There are many reasons that people choose NOT to place their remaining Embryos for adoption. Not knowing their choices should never be one of them. Caring for embryos is a life or death decision and parents need to know ALL of their options before making those decisions. I fear that in the absence of resources like this grant, opportunities to continue to educate people about this choice will dwindle, and the 600,000 frozen children in storage will suffer the consequences.
We can stand in the gap for these babies. Blogging is free, and you can speak freely and without edit. I encourage you to tell your story to your children, family, and friends. Talk to clinics in your area about it. Contact the local media about it when anything about frozen embryos or reproductive technology or life-issues pops up. Write to your local, state, and federal officials about Embryonic Stem Cell Research and therapies. If you're an EA mommy, tell people about the miracle of your child. Let your clinic or agency know that you're willing to talk to other interested families. Make your local pro-life agencies aware of Embryo Adoption and see if you can help them promote it. If you're not an EA mommy, perhaps consider becoming one. Above all, pray for these babies. Pray for the clinics who currently care for them. Pray for the parents who will make decisions for their futures. Pray for the people who will parent them.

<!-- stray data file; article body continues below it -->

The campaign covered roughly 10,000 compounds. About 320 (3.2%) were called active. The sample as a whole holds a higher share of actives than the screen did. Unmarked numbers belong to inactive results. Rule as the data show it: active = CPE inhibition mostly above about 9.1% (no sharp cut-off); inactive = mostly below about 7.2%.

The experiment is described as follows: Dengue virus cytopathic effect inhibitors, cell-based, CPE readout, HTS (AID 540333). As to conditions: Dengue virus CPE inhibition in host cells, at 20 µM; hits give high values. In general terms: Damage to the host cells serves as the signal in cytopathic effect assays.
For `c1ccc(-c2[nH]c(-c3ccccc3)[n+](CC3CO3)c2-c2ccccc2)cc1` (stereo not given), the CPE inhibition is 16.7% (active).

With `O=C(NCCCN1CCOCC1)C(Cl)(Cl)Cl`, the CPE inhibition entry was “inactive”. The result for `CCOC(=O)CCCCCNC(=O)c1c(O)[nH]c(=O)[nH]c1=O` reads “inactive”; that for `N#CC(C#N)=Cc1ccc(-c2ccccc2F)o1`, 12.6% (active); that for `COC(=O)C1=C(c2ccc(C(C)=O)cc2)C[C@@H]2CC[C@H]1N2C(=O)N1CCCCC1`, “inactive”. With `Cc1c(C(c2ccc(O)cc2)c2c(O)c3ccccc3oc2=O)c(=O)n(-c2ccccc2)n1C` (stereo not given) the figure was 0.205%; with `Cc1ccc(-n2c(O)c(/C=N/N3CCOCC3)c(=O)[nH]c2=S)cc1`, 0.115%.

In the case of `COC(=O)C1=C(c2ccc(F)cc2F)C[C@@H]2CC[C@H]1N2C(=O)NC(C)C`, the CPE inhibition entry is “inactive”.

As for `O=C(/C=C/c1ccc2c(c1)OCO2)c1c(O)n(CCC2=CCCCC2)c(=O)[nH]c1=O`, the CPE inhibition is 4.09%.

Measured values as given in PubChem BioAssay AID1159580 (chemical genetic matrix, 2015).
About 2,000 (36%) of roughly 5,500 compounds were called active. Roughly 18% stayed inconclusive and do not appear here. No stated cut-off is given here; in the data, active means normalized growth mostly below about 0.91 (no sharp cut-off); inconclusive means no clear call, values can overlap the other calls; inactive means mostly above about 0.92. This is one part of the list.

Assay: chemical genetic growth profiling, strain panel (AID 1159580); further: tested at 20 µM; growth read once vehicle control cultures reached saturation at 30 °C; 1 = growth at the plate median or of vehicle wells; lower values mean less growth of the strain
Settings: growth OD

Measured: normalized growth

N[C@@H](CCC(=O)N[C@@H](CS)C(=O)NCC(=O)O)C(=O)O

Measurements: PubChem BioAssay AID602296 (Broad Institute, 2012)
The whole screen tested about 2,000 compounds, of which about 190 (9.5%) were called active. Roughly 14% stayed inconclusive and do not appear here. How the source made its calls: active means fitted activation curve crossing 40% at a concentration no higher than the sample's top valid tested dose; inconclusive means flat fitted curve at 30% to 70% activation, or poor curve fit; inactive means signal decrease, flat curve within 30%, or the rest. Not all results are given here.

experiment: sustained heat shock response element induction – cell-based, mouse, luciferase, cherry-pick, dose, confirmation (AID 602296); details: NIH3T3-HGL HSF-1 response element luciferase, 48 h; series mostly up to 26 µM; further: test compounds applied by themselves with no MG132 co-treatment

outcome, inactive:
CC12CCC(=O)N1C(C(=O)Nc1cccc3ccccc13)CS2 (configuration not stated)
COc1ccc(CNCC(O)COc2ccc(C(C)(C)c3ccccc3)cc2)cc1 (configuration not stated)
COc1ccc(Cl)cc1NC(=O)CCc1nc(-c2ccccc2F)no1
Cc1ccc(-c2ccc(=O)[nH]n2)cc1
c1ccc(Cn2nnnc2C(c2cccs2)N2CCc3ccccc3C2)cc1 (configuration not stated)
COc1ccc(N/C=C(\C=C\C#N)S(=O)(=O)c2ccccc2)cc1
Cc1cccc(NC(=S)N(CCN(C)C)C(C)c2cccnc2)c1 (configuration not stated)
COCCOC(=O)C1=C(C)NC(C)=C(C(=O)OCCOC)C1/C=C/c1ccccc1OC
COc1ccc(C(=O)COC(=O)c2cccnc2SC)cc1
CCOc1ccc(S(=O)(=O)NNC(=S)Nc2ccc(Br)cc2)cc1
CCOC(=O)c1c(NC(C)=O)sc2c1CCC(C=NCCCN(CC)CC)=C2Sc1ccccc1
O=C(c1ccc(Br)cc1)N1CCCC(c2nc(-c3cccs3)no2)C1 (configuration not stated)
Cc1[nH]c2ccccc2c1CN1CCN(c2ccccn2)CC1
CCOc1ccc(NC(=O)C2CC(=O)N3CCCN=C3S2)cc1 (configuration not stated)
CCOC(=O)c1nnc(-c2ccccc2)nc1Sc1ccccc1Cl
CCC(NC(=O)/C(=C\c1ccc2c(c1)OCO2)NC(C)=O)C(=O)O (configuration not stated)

My husband and I planned to adopt children long before we ever knew about our infertility. We've always had a heart for it, and honestly, the only reason I still occasionally wish for biological children is so that I could still adopt anyway, to serve as an example that you don't have to be childless to adopt. A major pet-peeve of mine is when adoption (of any kind) is treated as an infertility treatment. Adoption can't be and isn't just, or even mostly about infertile people who want children. There are always going to be more children who need homes than there are infertile people. If only infertile people consider adoption, we're always going to be playing catch up and children will continue waiting in vain. Adoption needs to be about the children. It needs to be about people advocating for them, about protecting them, about loving them. Love and advocacy don't depend on how many kids you have already or if your reproductive organs work. I'd encourage you to think about if there is room in your home, heart, and family, for a child in need. These children need us, now, more than ever!